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Articulation   /ˌɑrtɪkjəlˈeɪʃən/   Listen
Articulation

noun
1.
The aspect of pronunciation that involves bringing articulatory organs together so as to shape the sounds of speech.
2.
The shape or manner in which things come together and a connection is made.  Synonyms: join, joint, junction, juncture.
3.
Expressing in coherent verbal form.  Synonym: voice.  "I gave voice to my feelings"
4.
(anatomy) the point of connection between two bones or elements of a skeleton (especially if it allows motion).  Synonyms: articulatio, joint.
5.
The act of joining things in such a way that motion is possible.






WordNet 3.0 © 2010 Princeton University








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"Articulation" Quotes from Famous Books



... his teeth, Humboldt's articulation was indistinct—he talked very rapidly. His hair was thin and very white, his eyes very blue, his nose too broad and too flat; yet he was a handsome man. He wore a white necktie, a black dress-coat, buttoned up, but not so much so that it hid a figured ...
— Maria Mitchell: Life, Letters, and Journals • Maria Mitchell

... years she truly claimed; nineteen, in a soft colored evening frock like the one she had on to-night, was about what one would have guessed. Then, you never would have believed, short of discovering the fact yourself, how strong she was; her slenderness and the fine articulation of her joints made her look fragile. Her coloring helped the illusion along, the clear unsophisticated blue of her eyes, the pallor of her hair that the petals of a tea-rose could have got lost ...
— Mary Wollaston • Henry Kitchell Webster

... relief came. The circle opened, and a little elderly man, who had evidently come in haste, confronted me, and, bowing very politely, addressed me in English. His voice was the most pitiable abortion of a voice I had ever heard. While having all the defects in articulation of a child's who is just beginning to talk, it was not even a child's in strength of tone, being in fact a mere alternation of squeaks and whispers inaudible a rod away. With some difficulty I was, however, able to follow ...
— To Whom This May Come - 1898 • Edward Bellamy

... and articulation of a word, although indispensable to utterance, and therefore a necessary part of it, are of little or no value in themselves; for our interest is centered upon the meaning or upon the action which is expected to result from its understanding. We do not attend to the quality and ...
— The Principles Of Aesthetics • Dewitt H. Parker

... lifting up into the air his right hand wholly open and displayed, put the thumb thereof, even close unto its first articulation, between the two third joints of the middle and ring fingers, pressing about the said thumb thereof very hard with them both, and, whilst the remanent joints were contracted and shrunk in towards the wrist, he stretched forth with ...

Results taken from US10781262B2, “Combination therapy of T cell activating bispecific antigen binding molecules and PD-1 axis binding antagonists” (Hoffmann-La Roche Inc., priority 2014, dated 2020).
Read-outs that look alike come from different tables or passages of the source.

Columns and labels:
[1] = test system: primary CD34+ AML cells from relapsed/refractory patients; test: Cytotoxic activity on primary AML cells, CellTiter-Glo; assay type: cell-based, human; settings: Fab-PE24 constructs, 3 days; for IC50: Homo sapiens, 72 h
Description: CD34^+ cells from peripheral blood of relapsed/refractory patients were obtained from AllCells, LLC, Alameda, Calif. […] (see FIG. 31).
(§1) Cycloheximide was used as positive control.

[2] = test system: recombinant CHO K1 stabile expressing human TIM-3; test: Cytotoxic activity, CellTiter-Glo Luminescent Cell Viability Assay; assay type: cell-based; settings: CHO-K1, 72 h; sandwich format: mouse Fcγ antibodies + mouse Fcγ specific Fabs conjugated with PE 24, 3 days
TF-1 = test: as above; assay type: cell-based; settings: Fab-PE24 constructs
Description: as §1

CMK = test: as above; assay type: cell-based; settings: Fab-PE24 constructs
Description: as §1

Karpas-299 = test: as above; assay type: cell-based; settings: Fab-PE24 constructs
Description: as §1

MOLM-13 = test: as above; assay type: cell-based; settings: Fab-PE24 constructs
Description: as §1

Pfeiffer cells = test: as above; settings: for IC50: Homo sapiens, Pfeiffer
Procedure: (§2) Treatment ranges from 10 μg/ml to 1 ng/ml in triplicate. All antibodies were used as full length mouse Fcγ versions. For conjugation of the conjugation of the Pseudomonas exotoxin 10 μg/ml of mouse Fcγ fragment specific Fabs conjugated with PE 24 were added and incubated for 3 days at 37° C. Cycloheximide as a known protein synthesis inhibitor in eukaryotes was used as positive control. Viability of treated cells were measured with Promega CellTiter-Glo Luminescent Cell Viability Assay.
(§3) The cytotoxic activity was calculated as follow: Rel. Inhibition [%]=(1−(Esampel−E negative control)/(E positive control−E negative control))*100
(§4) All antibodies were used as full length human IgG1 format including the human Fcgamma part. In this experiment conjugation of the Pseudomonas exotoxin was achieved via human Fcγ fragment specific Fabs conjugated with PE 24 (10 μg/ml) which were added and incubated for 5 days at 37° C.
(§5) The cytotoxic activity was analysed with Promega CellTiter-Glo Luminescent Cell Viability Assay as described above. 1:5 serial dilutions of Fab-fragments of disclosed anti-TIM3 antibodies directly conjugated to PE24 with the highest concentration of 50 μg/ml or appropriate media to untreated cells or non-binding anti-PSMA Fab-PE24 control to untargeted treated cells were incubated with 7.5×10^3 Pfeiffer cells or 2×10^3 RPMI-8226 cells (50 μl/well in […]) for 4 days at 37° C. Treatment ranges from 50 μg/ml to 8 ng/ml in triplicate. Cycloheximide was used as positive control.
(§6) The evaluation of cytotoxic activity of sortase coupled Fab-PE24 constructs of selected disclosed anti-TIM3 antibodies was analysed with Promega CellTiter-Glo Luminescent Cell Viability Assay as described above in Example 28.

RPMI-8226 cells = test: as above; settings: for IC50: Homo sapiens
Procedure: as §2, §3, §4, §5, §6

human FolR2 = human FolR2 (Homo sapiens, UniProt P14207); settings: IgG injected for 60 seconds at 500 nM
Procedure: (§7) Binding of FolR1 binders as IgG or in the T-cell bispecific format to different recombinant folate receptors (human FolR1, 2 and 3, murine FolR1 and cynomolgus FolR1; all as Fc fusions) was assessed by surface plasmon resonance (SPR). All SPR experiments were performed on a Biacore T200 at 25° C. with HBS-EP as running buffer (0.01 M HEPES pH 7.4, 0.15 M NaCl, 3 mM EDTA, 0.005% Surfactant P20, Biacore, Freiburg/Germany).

— Gargantua and Pantagruel, Complete. • Francois Rabelais

... ascertaining that there has been no crushing by falling bodies, horses feet, stepping on glass, nails and other things that would penetrate the foot, and irritate by being broken off, closed and remaining in the flesh; we will explore the leg for the quail, ascertain if the articulation is normal at ankle and knee. If we find the bone is not broken, the leg has no splinters of wood, nor injured flesh by bites from dogs or other animals, nor any other substance that would injure the leg, we are prepared to pass on and explore another place for pain in the foot. We go on ...
— Philosophy of Osteopathy • Andrew T. Still

... approaching. He said to the chaplain, "Doctor, I have not been a great sinner"; and after a short pause, "Remember that I leave Lady Hamilton and my daughter Horatia as a legacy to my country." His articulation now became difficult; but he was distinctly heard to say, "Thank God, I have done my duty!" These words he repeatedly pronounced; and they were the last words which he uttered. He expired at thirty minutes after four—three ...
— The Best of the World's Classics, Vol. V (of X) - Great Britain and Ireland III • Various

... goes, Meissner pleases me (though not altogether, for he also exaggerates) better than Raaff. In bravura passages and roulades, Raaff is indeed a perfect master, and he has such a good and distinct articulation, which is a great charm; and, as I already said, his andantinus and canzonetti are delightful. He composed four German songs, which are lovely. He likes me much, and we are very intimate; he comes to us almost every day. I have dined at least six times with Count von Sickingen, and always ...
— The Letters of Wolfgang Amadeus Mozart, V.1. • Wolfgang Amadeus Mozart

... dense, thin layer of cartilage, shaped to fit the other surfaces with which it comes in contact (articular). This layer is thickest toward its center when covering bony eminences, and is elastic, of a pearly whiteness, and resisting, though soft enough to be easily cut. The bones forming an articulation are bound together by numerous ligaments attached to bony prominences. The whole joint is sealed in by a band or ribbonlike ligament (capsular ligament) extending around the joint and attached at the outer edge of the articular surface, uniting the bones ...
— Special Report on Diseases of Cattle • U.S. Department of Agriculture

... order," was the answer, "and no questions! You are my servant, obey me! What have you been about—?" He was going on in the same breath, when an abrupt pause announced that rage had for the moment got the better of articulation. ...
— The Professor • (AKA Charlotte Bronte) Currer Bell